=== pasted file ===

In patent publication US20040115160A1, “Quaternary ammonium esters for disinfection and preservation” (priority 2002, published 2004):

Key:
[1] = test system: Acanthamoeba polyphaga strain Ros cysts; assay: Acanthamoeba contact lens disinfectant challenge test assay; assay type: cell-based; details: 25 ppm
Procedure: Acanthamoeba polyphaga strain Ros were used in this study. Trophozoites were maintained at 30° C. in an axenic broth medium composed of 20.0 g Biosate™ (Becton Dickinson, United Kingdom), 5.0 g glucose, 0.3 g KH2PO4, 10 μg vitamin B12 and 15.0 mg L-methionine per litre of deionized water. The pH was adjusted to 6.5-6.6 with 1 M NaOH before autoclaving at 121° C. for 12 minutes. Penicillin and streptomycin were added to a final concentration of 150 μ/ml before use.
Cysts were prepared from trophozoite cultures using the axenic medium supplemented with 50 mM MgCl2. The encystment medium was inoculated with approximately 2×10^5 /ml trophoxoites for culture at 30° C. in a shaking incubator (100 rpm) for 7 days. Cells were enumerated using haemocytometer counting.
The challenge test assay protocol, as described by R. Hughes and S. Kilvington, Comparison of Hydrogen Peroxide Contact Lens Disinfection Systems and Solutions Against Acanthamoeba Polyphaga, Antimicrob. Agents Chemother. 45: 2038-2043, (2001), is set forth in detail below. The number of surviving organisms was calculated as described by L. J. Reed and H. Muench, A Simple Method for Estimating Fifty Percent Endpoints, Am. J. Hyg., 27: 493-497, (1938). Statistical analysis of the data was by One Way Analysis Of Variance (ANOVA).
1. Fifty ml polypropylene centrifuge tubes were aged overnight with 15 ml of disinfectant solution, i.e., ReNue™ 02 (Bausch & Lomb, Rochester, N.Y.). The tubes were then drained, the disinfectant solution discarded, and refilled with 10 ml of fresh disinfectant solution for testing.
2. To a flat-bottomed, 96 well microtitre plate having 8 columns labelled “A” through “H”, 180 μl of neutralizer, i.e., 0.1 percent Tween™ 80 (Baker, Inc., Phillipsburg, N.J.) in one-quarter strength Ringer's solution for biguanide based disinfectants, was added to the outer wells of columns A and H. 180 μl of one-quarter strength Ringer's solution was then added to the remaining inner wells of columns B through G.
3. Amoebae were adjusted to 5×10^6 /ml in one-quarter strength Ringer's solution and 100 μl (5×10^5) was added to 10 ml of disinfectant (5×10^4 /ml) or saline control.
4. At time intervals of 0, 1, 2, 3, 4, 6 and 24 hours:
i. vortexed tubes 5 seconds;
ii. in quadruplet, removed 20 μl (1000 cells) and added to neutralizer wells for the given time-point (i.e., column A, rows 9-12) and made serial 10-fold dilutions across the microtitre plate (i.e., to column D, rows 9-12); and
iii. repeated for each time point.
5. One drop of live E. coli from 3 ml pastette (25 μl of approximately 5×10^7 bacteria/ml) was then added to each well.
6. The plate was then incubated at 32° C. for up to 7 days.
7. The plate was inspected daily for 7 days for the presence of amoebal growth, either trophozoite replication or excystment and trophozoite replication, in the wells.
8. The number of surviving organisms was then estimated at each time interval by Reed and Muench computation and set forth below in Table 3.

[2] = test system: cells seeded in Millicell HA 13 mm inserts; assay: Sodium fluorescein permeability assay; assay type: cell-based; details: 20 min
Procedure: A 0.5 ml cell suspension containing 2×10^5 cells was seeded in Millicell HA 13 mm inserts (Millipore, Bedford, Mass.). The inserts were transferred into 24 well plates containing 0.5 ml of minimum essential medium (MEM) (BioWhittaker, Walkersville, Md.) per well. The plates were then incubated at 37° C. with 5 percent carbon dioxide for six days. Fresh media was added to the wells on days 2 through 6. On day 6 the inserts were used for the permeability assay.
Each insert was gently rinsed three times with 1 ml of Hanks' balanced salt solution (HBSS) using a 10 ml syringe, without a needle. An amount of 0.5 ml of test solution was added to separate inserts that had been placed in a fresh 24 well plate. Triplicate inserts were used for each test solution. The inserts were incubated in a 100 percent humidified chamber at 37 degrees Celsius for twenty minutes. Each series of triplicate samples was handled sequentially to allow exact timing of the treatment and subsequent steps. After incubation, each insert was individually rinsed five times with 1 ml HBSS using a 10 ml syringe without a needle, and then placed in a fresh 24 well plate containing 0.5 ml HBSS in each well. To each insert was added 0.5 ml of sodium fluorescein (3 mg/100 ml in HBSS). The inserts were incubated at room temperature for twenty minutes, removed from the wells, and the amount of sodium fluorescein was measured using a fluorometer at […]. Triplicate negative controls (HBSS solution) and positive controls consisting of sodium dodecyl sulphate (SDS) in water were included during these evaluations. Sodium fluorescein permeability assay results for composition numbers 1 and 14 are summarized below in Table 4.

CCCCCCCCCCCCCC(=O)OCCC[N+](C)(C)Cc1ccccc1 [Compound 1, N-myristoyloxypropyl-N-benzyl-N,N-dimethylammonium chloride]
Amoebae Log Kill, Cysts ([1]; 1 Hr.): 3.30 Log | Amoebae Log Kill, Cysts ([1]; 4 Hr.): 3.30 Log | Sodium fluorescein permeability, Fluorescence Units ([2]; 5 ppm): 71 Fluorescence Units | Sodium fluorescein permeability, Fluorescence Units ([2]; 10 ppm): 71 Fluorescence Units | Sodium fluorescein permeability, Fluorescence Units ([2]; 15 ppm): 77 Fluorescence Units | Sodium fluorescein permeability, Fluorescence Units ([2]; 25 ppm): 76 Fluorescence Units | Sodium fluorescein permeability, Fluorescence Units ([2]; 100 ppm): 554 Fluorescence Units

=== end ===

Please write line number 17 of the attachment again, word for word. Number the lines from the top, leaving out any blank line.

8. The number of surviving organisms was then estimated at each time interval by Reed and Muench computation and set forth below in Table 3.